Senior Manager, U.S. @ GiveDirectly
28 karmaJoined Working (6-15 years)United States


Laura Keen is a Senior Program Manager for GiveDirectly's U.S. office


Thanks for reading and for sharing feedback.

  • Re: child mortality - My assessment of trends was based on the time period included in the researchers' dataset. I appreciate your extended longitudinal assessment of the child mortality rate and the prompt to do additional research on the likely cause of the shared downward trend (introduction of social programs vs. improvements in medicine and technology). That the US has diverged in recent years from our wealthy peers and children and infants face a significantly higher risk of death here as a result is unchanged by this.
  • Re: counterfactually higher spending - $600B is actual money spent. With regards to money left on the table, my point is not that $660B would see us achieve the end of poverty in America. My point is that people in poverty are highly incentivized to avail themselves of all the resources available to them. Obtaining and maintaining access to these resources is often so difficult that money gets left on the table. They are unsuccessfully addressing poverty in many instances because of how they are designed, and the incomplete uptake of the program is one measure of that poor design.  It could be that poverty could be solved with $300B/year if only the programs were structured more sensibly.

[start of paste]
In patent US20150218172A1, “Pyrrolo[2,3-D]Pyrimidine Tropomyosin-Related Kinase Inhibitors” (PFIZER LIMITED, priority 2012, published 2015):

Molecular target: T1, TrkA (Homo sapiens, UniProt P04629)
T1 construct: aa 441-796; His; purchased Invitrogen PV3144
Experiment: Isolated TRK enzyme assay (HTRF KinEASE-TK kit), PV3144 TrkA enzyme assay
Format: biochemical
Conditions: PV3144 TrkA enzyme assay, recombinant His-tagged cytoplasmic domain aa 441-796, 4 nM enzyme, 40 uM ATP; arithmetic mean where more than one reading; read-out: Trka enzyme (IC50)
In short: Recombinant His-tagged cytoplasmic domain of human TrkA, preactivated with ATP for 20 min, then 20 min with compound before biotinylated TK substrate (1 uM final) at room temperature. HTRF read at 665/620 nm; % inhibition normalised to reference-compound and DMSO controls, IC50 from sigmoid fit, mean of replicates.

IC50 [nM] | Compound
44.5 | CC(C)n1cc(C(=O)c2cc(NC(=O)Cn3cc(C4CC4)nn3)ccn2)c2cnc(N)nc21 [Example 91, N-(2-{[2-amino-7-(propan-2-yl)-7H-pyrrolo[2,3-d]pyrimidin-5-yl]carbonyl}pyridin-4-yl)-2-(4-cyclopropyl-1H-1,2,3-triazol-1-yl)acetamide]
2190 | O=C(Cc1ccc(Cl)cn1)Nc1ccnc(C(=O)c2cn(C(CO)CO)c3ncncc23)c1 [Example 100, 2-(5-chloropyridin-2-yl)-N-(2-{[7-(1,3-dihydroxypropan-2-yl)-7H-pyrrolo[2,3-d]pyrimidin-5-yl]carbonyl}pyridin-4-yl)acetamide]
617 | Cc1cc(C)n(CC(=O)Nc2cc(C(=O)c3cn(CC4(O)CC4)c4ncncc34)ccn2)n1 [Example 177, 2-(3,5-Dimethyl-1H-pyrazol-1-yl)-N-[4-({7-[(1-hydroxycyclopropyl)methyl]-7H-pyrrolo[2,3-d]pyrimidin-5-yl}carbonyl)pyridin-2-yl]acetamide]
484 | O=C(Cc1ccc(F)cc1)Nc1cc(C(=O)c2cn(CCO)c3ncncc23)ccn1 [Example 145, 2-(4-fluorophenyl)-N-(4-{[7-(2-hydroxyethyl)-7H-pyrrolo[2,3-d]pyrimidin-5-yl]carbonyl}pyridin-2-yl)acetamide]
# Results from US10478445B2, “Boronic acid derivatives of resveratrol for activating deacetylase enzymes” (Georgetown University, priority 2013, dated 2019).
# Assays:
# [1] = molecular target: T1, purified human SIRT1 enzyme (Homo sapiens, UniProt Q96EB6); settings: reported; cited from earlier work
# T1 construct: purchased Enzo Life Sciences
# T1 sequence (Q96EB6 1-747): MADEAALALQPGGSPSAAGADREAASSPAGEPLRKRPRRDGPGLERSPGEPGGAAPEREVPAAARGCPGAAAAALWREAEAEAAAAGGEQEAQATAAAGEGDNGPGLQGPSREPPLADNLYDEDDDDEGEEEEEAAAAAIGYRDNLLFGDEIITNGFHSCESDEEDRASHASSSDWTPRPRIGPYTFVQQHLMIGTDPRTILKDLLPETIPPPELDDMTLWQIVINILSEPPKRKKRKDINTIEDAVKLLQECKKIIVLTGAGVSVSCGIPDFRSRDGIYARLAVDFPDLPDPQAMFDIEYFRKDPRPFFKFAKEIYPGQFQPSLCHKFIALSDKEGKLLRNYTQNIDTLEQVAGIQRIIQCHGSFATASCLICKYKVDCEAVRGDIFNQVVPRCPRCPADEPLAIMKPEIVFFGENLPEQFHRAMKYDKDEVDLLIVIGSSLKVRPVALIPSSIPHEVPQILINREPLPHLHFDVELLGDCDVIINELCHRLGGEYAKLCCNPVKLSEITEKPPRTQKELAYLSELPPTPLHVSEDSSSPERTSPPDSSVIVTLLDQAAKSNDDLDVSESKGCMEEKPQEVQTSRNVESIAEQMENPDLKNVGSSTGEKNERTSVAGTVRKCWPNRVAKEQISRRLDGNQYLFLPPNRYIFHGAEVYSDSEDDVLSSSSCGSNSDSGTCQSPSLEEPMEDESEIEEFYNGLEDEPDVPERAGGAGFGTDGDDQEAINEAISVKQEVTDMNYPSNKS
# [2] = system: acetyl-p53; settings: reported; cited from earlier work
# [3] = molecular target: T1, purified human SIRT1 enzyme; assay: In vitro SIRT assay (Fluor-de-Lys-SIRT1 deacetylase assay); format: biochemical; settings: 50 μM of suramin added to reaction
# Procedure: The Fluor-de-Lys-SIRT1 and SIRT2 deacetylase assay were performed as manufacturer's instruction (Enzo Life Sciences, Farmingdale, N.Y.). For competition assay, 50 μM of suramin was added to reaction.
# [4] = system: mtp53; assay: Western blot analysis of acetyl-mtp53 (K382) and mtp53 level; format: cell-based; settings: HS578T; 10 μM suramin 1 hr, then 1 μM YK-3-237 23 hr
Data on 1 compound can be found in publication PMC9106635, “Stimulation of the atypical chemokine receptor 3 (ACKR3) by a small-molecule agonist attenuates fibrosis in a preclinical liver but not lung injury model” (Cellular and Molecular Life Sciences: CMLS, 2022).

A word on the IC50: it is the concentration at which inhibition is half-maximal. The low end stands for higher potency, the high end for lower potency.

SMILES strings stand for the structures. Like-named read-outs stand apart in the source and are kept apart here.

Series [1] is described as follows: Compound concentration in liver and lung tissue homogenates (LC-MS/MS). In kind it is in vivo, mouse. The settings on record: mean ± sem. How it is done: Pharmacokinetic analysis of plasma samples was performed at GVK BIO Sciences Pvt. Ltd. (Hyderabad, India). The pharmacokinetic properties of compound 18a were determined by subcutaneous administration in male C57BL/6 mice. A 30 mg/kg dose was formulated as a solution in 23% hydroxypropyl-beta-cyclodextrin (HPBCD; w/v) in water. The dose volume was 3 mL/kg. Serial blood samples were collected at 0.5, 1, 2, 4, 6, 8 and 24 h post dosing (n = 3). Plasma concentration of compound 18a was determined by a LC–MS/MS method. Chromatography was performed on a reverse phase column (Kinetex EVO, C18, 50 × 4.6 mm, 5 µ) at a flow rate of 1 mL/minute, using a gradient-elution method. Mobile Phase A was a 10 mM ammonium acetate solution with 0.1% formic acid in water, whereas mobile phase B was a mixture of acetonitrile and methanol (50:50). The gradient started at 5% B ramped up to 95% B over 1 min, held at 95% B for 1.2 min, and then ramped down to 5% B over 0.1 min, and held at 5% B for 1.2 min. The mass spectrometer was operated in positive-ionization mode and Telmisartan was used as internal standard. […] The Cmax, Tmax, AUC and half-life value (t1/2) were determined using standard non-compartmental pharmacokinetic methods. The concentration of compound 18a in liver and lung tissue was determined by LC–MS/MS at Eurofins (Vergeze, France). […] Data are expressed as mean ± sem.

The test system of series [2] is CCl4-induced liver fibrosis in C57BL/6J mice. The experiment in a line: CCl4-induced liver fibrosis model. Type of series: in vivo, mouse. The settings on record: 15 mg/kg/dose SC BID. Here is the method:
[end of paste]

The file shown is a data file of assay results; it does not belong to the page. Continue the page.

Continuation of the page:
• Re: deep poverty estimates - My goal with the $20 line was to help people conceive of how incredibly low the deep poverty line is and to contrast that with the high number of individuals who live below it. I hoped to clarify the methodological differences between the OPL and SPM through the footnote, but I accept the criticism that my phrasing was misleading or unclear. Citing the SPM, I could have instead said, “40.9M people in the US are unable to meet their basic needs, accounting for government transfers, variation in geography and family size, and estimates of costs of living.”

Thanks for reading the piece and for taking the time to leave feedback.

The chart I cited on spending on social protection as a % of GDP was the best available source I could find for this data. If US spending includes programs not specifically targeting poverty alleviation, my assumption is that the other countries listed similarly have non-poverty alleviation programs included, e.g., retirement pensions. If you know of a data source that disputes the point I'm making (the US spends more than the average among wealthy nations on poverty alleviation), I'd welcome it.

I wrote that programs administered through the tax system were 10x more efficient, not effective. Everyone can assess for themselves what feels like an excessive administrative cost to a given program. To me, the 10 to 1 rate is striking. Given the size of these programs, 9% equates to a lot of money, e.g., $5.8B dollars for SSI alone in FY23.